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Walsh’s FY18 budget increases funding for BPHC, BPS

Boston Mayor Martin Walsh announces the launch of Boston’s StartHub at the Bruce C. Bolling Municipal Building in Roxbury in October 2015. PHOTO BY MADDIE MALHOTRA/ DFP FILE PHOTO

Boston Mayor Martin Walsh introduced a new $3.14 billion fiscal year budget proposal for 2018 on Wednesday, according a press release from Walsh’s office.

The multibillion-dollar plan would result in a $143.7 million increase from this year’s total budget and would focus finances on strong fiscal management, education, housing, safer streets, health and safety, among other enhancements that would improve the quality of life for Boston residents, according to the release.

The budget includes significant supplementary funds for organizations such as the Boston Public Health Commission, as well as funds supporting homeless shelters and rehousing programs that give homeless people, veterans in particular, an opportunity to acquire permanent housing, according to the release.

Katie Hammer, the budget director for the city, said rapid rehousing for the city’s homeless is essential.

“Often, someone comes into the shelter system trying to quickly look at opportunities to get them rehoused as quickly as possible rather than having them settle into the shelter system,” Hammer said. “It’s important to have a good shelter system, but we also want to make sure that people are in permanent housing.”

The proposal also includes a $1.061-billion budget for Boston Public Schools, sanctioned by the Boston School Committee, the institution governing BPS. The budget for BPS is expected to increase to $1.081 billion upon the implementation of collectively bargained cost increases, according to the release.

Hammer said the financial plan stresses research-driven reforms, including an emphasis on educational investments.

“A great example is our investment in extended learning time for students at Boston Public Schools.” Hammer said. “We’re investing 14 million to provide 15,000 more students a longer school day. These investments, especially our investments in education, are important. We have other investments in education as well, for example, adding pre-kindergarten seats. These are research investments that are proven to close opportunity in achievement gaps.”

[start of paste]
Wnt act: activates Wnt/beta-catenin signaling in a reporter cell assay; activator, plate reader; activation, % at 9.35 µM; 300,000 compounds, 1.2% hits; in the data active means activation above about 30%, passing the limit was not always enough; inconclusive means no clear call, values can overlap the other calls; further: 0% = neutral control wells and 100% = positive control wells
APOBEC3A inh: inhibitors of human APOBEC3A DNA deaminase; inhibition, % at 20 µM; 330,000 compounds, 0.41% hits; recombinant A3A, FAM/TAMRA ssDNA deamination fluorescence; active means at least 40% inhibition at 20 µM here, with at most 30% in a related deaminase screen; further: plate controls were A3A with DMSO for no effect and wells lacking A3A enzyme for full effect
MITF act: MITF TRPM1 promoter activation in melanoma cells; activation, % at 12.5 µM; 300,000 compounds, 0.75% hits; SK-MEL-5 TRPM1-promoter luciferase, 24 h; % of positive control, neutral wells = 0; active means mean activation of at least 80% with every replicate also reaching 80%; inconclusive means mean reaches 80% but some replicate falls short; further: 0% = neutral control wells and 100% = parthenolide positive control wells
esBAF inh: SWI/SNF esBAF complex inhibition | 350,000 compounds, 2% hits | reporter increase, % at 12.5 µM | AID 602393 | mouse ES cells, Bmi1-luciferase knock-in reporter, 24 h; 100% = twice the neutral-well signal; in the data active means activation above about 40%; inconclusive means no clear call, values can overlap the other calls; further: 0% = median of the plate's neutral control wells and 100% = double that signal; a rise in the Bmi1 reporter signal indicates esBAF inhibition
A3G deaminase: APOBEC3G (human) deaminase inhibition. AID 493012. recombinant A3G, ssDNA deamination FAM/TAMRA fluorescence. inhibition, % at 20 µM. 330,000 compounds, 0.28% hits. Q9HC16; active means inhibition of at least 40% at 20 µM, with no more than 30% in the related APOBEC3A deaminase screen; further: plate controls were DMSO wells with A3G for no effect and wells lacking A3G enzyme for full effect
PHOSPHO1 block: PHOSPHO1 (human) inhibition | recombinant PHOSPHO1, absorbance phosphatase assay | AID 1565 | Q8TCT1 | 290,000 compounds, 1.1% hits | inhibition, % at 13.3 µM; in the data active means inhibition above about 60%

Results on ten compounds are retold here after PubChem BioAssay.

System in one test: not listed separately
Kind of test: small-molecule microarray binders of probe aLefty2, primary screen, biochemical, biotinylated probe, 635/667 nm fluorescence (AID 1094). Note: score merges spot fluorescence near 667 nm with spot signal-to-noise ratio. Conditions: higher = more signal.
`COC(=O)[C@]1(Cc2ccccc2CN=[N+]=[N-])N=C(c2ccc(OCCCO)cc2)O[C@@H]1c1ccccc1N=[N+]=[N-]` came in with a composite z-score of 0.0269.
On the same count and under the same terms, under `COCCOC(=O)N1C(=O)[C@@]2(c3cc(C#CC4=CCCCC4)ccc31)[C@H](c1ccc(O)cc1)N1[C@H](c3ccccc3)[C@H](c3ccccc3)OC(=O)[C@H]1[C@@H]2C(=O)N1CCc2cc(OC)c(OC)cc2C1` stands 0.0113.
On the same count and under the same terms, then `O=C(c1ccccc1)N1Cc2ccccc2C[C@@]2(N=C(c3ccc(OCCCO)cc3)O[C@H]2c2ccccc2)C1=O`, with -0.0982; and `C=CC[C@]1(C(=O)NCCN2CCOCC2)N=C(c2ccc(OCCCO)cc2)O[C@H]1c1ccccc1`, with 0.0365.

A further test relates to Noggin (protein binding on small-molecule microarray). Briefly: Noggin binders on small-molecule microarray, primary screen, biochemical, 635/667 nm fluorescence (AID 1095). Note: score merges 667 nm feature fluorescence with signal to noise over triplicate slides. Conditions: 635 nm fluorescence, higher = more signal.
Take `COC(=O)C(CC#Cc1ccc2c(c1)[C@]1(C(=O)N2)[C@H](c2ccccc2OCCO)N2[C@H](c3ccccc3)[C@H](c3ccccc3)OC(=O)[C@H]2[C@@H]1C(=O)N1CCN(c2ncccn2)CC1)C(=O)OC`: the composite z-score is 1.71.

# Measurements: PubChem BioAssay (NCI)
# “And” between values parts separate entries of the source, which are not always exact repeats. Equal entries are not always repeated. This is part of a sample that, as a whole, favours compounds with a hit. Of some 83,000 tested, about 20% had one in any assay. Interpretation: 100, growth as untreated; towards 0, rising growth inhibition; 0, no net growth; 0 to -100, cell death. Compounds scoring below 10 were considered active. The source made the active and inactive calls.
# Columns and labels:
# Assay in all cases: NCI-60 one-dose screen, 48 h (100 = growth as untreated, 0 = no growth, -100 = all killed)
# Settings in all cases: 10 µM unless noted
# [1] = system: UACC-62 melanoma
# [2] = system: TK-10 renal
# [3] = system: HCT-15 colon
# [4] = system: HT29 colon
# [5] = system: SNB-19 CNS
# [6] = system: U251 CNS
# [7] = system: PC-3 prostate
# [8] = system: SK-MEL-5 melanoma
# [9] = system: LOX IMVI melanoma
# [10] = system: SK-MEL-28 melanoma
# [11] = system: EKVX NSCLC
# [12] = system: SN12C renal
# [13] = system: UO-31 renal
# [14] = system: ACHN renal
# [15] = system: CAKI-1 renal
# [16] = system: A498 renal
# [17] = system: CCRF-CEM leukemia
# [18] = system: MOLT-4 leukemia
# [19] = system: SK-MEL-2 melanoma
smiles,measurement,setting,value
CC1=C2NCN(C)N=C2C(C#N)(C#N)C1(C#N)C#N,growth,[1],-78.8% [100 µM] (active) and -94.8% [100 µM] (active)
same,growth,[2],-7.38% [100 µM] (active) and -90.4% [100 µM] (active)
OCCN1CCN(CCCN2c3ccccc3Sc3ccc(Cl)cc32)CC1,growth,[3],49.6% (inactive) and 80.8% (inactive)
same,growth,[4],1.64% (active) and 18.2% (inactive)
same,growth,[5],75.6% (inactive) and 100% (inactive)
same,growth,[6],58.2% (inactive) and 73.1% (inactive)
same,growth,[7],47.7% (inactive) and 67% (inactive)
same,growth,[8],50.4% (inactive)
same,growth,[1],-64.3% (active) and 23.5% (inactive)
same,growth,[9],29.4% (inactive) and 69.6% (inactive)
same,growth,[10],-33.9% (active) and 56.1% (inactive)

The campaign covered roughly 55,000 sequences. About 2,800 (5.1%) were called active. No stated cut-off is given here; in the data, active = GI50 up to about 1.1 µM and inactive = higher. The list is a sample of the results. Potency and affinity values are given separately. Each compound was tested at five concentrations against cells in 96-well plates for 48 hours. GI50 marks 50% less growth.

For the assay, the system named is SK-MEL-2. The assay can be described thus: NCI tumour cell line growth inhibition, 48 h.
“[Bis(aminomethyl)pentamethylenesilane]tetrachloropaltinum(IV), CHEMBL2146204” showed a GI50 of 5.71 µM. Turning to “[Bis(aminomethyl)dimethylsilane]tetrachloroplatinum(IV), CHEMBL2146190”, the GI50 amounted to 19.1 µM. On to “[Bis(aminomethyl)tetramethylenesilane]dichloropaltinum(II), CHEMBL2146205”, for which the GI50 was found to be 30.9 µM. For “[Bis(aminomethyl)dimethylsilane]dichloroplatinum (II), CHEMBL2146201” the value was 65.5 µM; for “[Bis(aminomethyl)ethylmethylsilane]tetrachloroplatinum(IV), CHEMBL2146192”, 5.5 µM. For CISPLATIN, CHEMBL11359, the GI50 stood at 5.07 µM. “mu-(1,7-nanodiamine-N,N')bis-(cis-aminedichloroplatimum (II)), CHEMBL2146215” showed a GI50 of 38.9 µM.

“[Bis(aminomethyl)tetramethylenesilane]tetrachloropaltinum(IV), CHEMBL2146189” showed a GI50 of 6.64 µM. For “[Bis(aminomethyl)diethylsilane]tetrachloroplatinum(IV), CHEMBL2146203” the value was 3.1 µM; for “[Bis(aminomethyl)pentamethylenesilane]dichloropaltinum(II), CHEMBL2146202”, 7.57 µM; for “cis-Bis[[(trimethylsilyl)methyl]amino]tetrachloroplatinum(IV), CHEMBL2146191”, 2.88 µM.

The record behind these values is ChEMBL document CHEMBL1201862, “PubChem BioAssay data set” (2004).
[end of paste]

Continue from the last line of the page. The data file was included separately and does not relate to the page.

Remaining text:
Tommy Chang, the superintendent of BPS, said in a statement the budget proposal supports students and sides with Boston’s principles.

“This $1.061 billion budget, the largest in BPS history, is a sustainable financial plan that aligns with the district’s core values of equity, coherence and innovation, and helps ensure that every student has an opportunity to succeed.” Chang said.

Change praised Walsh and his administration for their dedication to providing all students with equal opportunities.

“BPS is excited by the commitment of Mayor Walsh … The new and continued investments from the Walsh administration will strengthen the district’s mission of closing opportunity and achievement gaps,” Chang said.

Several Boston residents said the city should be investing even more heavily in support of both homeless families and education.

Roy Martin, 47, of Dorchester, said Boston is recognized for its education system, which is why investing in schooling is fundamental.

“Boston is known for education, and for good reason,” Martin said. “We always put a lot of money towards it, and as a result, we are better for it. So yes, I think we should keep investing in education because that’s part of what makes our city so great.”

Bridget Galvin, 22, of Brighton, said fixing Boston’s homeless problem should be the city’s highest priority.

“I think that there is a problem,” Galvin said. “I don’t see a lot of homeless on the streets, but that doesn’t mean that they aren’t out there. I recently read that Boston is one of the worst cities in the nation when it comes to homelessness. It’s good that the city is investing so heavily in fixing the issue.”

Christina Fiore, 27, of Brighton, said homelessness and education are both significant issues in which the city of Boston needs to be heavily devoted.

“Homelessness is most definitely a problem here in Boston, and around the state,” Fiore said. “As for education, yes, I do think there needs to be more stress on education. Investing in our youth is one of the best things we can do as a city.”

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